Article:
The main difference is, an Archer has to stop, or at least slow down a lot to draw, and fire. With a spell charged in either, or both hands, he just can't sprint. This makes him as close as you can get to Run&Gun in TES. Aiming isn't as critical with Adept spells, for the Civil War, I just did Turn&Burn, spamming Ice Storm indiscriminately into the fray, while circle straffing to dodge all the arrows. You don't want to Impact cast on some enemies, like Sigdis, because he teleports whenever you hit him, (also Vals Varen, the Caller...) so the Impact is wasted, but you have time to charge them separately, and doublecast them. (Don't use fire, either. It may cause him to die in transit, so he doesn't reappear, Lightning works great.)
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  3. Psiberzerker

    Psiberzerker Author

    Jul 11, 2012
    Dunmer Nightblade: I know, this is two builds on the same race, but 1) damnit, they just rock, and b) they're born Nightblades. Lets go down the list, Sneak, Light Armor, Illusion, alchemy, alteration and destruction. That's a pretty good start! 1H handed, obviously, but I don't have to tell you how fast this levels with Backstab bonuses. I downplayed the other skills, because either they're not needed, or counterproductive. Alchemy helps a lot, but it's a lot of investment you could be using to get OP for your level, it just about breaks even if you have the patience for it. Alteration, what for? You've got Light Armor, you're probably going to be using as an Enchantment carrier, Paralyze might be nice, but are you going to splash 55 skill levels for one spell? Telekinesis is fun to play with, and Light will get you busted. Moving on...

    Destruction. NOT STEALTH. I know it's in the classic 3rd era class build, and I didn't understand it back then. Some have argued that you can use it to fight your way out, but by then, you're in the middle of the melee, where a lightly armored spellsword isn't much better off than a Nightblade caught red handed. (or black, as the case may be.) The final nail in it's coffin is it's the most perk inefficient tree, pretty damned ineffective unless you dedicate at least 10 points to it, and limit all other skills so that most leveled NPCs don't laugh at your firebolts. Skip it.

    Archery: Might not be a bad idea. As noted earlier, it's the most efficient weapon skill, plus at lower levels, you can shoot them from out of earshot to get easy Sneak experience. Arrows are also a handy "What was that?" distraction that doesn't cost magicka, or require hunting down word-walls, so at least a splash of this couldn't hurt. I suggest Archery for 1 simple reason, Dragons. I've heard stories about 1 shotting them on their roosts, sticking an ancient dragon in the tail and running away, giggling. That's great, now how about that random encounter that drops in like a giant's stomp, including stagger, and says "Hi There!" Get your bow out while you run away. Other than that, the cardinal rule is The Dragon Doesn't Have to Land. Not until he's down to half health, or you've got Dragonrend. Now, which questline are you going to do first, the main one, Dark Brotherhood, or Thieves' Guild for the Nightingale set? Survey says? XXX don't bet your entire strategy on Dragonrend, nor the Dragons cooperating. There's oh so many other very good reasons for this, but a big #2 starts with Nightingale, and ends with Bow.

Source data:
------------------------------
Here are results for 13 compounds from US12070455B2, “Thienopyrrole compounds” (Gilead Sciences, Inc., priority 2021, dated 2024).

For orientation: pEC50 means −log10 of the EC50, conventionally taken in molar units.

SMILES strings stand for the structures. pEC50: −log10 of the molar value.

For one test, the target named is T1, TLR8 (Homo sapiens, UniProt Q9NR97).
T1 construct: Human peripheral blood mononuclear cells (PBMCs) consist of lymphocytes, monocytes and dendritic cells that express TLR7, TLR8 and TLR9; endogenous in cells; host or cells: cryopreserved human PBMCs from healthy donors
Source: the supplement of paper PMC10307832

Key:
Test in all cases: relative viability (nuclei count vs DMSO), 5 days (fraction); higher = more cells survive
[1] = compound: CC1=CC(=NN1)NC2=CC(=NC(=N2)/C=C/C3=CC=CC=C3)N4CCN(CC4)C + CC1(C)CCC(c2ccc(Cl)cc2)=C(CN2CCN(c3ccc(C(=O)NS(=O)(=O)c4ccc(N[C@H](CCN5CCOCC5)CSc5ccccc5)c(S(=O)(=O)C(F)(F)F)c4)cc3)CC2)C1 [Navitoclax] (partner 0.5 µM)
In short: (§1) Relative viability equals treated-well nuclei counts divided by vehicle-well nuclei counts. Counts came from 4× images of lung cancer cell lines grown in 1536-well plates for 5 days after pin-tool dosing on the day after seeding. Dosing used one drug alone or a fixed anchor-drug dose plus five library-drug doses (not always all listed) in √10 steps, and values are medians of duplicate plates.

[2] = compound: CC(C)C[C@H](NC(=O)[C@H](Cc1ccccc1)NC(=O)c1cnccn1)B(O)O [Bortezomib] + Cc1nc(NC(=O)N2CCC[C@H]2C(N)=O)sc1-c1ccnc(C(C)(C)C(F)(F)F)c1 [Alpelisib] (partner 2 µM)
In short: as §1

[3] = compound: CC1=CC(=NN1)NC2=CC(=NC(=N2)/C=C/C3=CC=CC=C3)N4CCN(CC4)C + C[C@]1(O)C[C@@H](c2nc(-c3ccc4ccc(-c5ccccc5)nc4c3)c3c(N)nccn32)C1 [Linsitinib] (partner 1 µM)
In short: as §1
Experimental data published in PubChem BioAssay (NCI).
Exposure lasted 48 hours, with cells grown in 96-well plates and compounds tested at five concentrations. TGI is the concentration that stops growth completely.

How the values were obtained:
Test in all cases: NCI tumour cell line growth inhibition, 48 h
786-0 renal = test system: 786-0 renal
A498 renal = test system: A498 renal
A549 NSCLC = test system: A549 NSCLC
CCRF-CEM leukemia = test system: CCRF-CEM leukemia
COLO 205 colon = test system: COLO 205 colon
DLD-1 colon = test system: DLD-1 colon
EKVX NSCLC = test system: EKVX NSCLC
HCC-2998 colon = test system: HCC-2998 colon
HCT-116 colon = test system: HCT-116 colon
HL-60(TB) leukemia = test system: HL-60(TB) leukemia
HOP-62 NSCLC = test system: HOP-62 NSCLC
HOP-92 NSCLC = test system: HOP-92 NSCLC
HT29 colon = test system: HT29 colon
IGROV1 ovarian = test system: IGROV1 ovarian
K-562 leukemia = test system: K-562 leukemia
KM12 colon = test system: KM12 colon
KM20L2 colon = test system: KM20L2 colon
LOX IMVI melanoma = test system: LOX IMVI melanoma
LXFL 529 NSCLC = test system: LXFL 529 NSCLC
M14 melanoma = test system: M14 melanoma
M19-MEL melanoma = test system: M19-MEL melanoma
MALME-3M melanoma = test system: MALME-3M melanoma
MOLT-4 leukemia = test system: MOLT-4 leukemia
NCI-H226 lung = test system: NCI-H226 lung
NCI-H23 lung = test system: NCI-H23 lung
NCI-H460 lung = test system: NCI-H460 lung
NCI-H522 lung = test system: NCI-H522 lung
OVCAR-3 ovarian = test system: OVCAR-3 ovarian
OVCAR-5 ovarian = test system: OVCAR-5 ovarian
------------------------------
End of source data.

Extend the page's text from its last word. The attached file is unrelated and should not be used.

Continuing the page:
This isn't a bare minumum build, anyway, we're just trying to avoid not having enough points to go around, nor enough perks to spend them all on. Neither way is what I call perk efficient. Skyrim Perk Calculator - Plan the perks for your Skyrim character before spending them! Crafting? NO, bad munckhin! I hate to say Ur doin it wrong, so "Do a Barrel Roll!" "But, I can get down to 20% damage, and stoopid weapons!i!" Sneak Attack Multipliers are where you get your big stupid damage from, and if you're invisible, YOU'RE NOT GETTING HIT!i! You won't even have that much in Light Armor experience, without Tanking, Wind Walker is honestly optimistic, you might get to 60 way late in the game. It very well may be the last point you spend in this entire build. See what I did with Illusion?

    What spell do you need besides Invisibility? Calm? Backstab him, he's dead, don't get no calmer'n that. Fury? If they're running around killing each other, it's almost impossible to sneak up behind them for a backstab. Muffle? Pay attention, you're already in light armor, and have the Muffled Movement perk. Ok, that's not entirely true, I do suggest Calm for training. You don't come out the gate with Invisibility, you need the Illusion XP, and this is the cheapest (in so many ways) most efficient way to get it. Backstab, Calm, wait for them to wander back towards their post... Doitagin! Illusion, Sneak, and 1H level up insanely fast all at once, virtually no Light Armor experience.

    Equipment: Whatever's clever. Shrouded, Nightingale, I really shouldn't have to cover this. If you do add Enchantment, do yourself a favor, go up the Elemental Branch for one, and double enchant Absorb Health, and Absorb Stamina. This is where it gets OP, which is why I suspect they didn't do anything like this in game. Why not Absorb Health? For one, it's a common Enchant, offhand the Blade of Woe, or Nightingale Blade. Absorb Stamina, because you just hit him with a Power attack, and you're going to want to Silent Roll away. Absorb Magicka, because now you're visible, and it sure would be nice not to be when all his buddies are looking over at him slumping lifeless to the floor. Invisibility, Backstab, POOF! Cut another throat. With Absorb Stamina, and Magicka, you can do this all day. You'll run out of throats to cut before you run out of charges.